Although Hardin enjoyed working on each of the films, ‘Surf’s Up’ is the one that meant the most to him. It allowed him to push his creativity and earned him an Annie nomination, one of the highest honors presented to an animator, for best animation in a feature film.
“I loved the style of animation that we did on ‘Surf's Up,’” he explained. “It really is an animator’s dream to be able to animate a documentary-like animated feature because it is all about coming up with interesting acting choices. Most of the time animation relies on crazy, zany shots to entertain audiences, but I prefer the subtle acting moments because that is what makes the characters seem like they actually exist, like they have a soul. If you can nail those emotional shots throughout an animated film, people with dispend their belief and get emotionally attached to a character. People shed tears for scenes in animated movies, even though it might just be over a talking penguin. They feel that he/she is really alive and has feelings.
“The (Annie) award ended up going to Pixar for ‘Ratatouille,’ but I didn't mind because I was so excited to even be considered for such a prestigious award. That nomination helped jumpstart my career! Shortly after I was nominated, I started getting calls from Dreamworks and Pixar to come over for interviews.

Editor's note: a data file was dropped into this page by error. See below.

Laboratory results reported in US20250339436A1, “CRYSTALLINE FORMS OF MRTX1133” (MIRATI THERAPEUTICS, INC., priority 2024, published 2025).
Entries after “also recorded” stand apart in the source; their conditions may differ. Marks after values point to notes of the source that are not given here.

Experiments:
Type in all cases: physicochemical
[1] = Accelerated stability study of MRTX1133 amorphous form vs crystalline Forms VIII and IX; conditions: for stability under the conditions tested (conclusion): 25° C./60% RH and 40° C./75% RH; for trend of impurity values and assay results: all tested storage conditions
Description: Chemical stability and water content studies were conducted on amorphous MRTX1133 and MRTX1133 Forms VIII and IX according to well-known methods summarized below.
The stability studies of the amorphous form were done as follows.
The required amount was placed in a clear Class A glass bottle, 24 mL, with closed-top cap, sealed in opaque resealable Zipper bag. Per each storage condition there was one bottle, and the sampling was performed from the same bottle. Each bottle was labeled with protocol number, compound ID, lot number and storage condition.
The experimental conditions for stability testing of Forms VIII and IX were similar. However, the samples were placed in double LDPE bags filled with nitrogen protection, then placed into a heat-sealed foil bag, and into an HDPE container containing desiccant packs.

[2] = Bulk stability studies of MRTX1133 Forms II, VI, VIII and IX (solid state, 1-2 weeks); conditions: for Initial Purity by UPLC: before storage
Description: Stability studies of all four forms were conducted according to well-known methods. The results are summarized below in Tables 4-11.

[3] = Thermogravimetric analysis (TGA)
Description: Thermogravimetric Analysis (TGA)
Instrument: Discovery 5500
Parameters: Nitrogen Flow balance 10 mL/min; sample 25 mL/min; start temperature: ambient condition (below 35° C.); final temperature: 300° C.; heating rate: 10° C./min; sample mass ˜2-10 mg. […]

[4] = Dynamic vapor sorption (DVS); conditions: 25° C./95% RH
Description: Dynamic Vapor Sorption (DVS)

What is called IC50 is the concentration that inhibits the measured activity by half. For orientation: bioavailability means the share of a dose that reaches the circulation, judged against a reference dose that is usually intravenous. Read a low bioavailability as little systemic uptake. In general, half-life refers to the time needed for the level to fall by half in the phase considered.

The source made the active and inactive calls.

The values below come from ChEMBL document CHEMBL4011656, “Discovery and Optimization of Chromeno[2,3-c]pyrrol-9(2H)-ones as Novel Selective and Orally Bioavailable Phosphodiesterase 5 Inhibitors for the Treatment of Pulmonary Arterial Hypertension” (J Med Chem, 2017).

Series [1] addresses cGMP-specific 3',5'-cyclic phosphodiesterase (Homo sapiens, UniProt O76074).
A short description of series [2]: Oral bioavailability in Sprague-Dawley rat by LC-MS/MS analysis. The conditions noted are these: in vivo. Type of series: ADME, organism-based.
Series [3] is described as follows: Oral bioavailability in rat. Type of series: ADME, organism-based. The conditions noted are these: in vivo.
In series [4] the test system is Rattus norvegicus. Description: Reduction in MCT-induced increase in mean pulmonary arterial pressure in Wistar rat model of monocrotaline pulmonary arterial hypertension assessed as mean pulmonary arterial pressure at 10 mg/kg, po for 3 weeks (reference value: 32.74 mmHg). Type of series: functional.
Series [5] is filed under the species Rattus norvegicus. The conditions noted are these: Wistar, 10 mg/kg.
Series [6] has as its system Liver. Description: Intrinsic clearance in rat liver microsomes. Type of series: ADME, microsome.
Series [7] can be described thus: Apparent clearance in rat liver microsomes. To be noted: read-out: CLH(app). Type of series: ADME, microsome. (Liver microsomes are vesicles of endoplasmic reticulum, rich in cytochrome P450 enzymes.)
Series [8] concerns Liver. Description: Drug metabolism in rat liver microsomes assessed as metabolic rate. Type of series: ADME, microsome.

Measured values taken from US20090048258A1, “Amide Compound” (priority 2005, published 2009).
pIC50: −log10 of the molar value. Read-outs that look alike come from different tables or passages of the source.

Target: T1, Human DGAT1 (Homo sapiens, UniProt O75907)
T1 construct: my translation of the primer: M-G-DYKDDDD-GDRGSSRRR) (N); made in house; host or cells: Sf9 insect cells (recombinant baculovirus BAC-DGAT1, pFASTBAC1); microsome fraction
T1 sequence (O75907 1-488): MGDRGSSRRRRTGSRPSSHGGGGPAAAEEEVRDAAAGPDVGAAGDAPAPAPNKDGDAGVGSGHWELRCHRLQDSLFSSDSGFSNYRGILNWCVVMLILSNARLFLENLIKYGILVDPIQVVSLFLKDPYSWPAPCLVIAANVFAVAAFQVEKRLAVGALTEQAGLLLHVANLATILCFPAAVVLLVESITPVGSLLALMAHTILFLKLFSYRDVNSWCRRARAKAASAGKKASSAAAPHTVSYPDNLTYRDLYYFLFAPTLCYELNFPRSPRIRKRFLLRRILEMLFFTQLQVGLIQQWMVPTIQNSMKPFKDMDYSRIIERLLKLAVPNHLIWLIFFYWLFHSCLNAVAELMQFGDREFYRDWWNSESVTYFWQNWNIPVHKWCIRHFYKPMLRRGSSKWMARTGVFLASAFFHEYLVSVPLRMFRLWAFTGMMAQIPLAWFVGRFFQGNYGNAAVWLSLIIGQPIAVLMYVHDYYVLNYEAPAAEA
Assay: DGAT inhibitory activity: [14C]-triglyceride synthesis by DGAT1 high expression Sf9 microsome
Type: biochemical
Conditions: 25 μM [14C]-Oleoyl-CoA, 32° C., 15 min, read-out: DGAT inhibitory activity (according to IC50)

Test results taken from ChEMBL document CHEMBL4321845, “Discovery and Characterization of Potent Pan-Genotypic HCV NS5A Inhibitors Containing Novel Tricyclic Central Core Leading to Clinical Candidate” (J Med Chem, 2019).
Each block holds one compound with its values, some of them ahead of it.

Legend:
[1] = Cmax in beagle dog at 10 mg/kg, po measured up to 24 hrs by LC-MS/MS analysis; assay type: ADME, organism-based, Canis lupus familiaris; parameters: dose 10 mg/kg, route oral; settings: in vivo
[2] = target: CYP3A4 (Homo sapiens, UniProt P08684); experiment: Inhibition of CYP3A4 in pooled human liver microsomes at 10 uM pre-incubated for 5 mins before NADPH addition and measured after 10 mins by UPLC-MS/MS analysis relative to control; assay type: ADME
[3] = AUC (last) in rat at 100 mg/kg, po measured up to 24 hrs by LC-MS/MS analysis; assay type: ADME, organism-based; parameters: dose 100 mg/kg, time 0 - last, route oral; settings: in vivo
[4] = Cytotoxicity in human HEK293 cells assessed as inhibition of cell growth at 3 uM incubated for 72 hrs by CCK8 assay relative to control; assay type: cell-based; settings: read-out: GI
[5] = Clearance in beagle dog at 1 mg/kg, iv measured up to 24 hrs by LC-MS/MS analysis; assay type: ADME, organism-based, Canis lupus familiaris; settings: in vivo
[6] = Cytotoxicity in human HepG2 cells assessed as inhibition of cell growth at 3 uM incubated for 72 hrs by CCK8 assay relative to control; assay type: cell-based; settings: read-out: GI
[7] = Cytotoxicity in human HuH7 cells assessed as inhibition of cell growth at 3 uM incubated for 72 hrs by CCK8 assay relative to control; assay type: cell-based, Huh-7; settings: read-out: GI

“I flew up to San Francisco and interviewed at Pixar. They offered me a job animating on ‘Toy Story 3,’ while Dreamworks offered me a job working on ‘Kung Fu Panda 2.’ It was a tough decision because I really loved both of those movies and companies. I ended up going over to Dreamworks because it made more sense financially. I also really loved that Dreamworks was down here in southern California.”
Hardin’s eyes were first opened to the world of 3D art during a student presentation at Grosse Pointe North. With the goal of eventually creating special effects for films, he applied to the College for Creative Studies after graduation. As one of his first assignments in college, Hardin had to animate a very simple object within a short story.
“I was hooked after that,” said Hardin. “By animating this very simple object, I was able to see that it had a personality and people could relate to it. Things just snowballed soon after. I was doing walk cycles, lip sync and short films with other classmates. I am really glad that I am doing character animation now because the art of bringing something to life is very rewarding.”
The assignments and professional experience Hardin gained during his undergraduate degree at CCS taught him technical skills and discipline. But it was the relationships he formed with instructors and classmates that gave Hardin the confidence and determination to pursue a career in the field of animation.
“I had some great mentors while at CCS."
“I will always respect Larry Larson, who taught me more than just the basics and helped me push my animation more than I ever would have on my own, and Dennis Summers who motivated me to experiment with different approaches. I didn't go to college to get a degree; I went to get the motivation and inspiration to pursue this career.”